On 29 October 1969, two letters – LO – were typed on a keyboard in the University of California, Los Angeles (UCLA), and appeared on a screen at the Stanford Research Institute, 314 miles away.
The computer scientists had intended to type LOGIN, but the connection was lost just before the G. Nonetheless, this was the first time a message had been sent over a telephone line between two computers.
It was not called the internet – that name was not coined for another five years. It was called Arpanet, for Advanced Research Projects Agency Network, and was developed by scientists in the US Defense Department.
Nor was it the World Wide Web – that was created by the British scientist Tim Berners-Lee, now Sir Tim Berners-Lee, at Cern, the Geneva physics laboratory that now houses the Large Hadron Collider, 20 years ago in March.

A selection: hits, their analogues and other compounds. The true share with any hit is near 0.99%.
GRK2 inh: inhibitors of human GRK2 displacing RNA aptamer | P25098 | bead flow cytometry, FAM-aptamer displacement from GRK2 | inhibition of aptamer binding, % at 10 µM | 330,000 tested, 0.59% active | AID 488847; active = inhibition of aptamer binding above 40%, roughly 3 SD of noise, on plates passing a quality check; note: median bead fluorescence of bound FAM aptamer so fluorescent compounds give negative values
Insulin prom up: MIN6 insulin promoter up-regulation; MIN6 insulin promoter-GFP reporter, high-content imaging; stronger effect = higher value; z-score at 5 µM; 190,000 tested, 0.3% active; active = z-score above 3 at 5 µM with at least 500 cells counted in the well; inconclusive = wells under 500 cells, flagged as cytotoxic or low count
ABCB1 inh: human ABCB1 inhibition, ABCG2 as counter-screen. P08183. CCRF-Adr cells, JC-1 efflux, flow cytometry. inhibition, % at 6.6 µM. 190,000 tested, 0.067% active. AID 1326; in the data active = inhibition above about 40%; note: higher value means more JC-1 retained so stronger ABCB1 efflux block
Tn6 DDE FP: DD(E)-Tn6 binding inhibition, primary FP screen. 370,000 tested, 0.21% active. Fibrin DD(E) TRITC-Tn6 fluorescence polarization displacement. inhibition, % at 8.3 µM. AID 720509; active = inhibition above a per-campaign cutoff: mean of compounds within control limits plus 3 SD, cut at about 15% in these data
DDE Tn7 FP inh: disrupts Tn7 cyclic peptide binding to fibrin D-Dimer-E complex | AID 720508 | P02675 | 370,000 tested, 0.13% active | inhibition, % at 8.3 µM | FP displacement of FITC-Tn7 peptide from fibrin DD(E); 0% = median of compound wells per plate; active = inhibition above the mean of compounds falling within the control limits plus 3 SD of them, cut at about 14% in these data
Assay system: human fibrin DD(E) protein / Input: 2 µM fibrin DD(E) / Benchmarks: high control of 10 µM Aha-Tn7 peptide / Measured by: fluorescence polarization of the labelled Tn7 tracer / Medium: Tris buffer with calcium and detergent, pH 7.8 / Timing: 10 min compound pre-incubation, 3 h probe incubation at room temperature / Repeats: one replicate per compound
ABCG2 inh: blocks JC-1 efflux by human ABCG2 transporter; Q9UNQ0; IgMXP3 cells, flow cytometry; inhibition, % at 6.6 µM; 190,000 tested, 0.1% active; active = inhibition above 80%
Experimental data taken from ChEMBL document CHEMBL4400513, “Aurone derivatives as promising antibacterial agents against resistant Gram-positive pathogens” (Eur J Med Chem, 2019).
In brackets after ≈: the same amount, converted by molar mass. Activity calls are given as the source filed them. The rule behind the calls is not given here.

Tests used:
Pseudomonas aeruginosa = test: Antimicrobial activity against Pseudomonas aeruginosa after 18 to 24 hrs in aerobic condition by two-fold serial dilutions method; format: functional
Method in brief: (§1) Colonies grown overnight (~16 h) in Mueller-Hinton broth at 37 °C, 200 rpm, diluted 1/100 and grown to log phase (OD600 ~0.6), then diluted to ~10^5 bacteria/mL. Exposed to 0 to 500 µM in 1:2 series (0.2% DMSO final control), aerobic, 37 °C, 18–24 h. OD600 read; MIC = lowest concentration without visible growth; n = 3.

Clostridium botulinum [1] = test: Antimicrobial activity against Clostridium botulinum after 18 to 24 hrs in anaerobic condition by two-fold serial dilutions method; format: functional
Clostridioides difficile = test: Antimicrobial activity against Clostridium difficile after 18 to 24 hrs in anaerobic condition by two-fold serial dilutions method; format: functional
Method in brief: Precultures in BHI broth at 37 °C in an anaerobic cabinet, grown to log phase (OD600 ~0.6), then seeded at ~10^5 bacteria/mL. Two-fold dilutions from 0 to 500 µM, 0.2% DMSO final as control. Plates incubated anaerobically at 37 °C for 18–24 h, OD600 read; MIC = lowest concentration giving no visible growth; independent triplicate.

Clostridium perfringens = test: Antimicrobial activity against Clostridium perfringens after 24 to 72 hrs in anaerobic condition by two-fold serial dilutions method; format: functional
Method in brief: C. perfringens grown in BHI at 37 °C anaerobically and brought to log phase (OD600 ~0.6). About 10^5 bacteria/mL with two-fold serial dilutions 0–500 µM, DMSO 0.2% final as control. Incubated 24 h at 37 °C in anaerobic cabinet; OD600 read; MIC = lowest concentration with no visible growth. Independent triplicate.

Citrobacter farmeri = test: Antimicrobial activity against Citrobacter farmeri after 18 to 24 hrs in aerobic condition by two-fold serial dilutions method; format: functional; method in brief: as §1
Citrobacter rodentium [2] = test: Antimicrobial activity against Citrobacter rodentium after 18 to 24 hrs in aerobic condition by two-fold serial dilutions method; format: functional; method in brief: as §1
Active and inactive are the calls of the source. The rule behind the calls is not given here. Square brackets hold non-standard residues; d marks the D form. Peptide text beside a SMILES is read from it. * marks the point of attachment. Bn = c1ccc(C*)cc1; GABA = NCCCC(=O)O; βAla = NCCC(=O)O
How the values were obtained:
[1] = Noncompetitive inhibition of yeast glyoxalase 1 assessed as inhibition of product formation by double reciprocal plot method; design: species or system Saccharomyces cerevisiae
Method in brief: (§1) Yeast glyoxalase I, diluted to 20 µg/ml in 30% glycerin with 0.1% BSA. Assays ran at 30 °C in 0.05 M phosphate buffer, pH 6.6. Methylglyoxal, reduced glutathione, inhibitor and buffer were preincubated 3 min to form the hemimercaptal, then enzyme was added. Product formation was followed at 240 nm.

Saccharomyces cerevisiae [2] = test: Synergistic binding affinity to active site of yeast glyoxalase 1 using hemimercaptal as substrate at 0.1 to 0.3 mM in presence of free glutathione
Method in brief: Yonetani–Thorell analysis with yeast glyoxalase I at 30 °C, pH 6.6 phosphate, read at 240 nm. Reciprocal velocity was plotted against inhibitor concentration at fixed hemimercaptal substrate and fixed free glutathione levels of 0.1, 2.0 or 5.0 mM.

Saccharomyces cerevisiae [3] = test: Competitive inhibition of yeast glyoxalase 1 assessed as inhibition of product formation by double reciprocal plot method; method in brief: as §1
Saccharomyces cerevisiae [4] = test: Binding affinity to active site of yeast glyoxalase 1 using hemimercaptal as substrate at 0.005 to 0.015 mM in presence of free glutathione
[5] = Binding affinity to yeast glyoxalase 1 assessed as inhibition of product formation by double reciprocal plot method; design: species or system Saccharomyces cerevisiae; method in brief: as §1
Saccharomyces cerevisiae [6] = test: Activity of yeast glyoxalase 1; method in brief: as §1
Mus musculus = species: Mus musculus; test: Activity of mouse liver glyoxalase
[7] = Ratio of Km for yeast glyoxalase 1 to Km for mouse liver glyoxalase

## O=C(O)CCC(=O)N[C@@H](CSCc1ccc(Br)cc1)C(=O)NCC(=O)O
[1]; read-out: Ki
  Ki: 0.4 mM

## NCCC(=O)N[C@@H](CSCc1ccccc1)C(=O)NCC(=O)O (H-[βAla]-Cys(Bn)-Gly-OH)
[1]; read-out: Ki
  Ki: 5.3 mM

And email had existed for a few years before that, between different terminals on single mainframes; the first true email sent between different computers was not sent until 1971.
But 29 October is as good a birthday as any. Those two letters, typed by an undergraduate at UCLA called Charley Kline on an “interface message processor”, were the precursors of everything from the eBay Buy It Now button to LOLcats, Kara’s Adult Playground (we won’t link to that) to Google Wave.
They say life begins at 40. It will be extremely interesting to see where the next 40 years take us.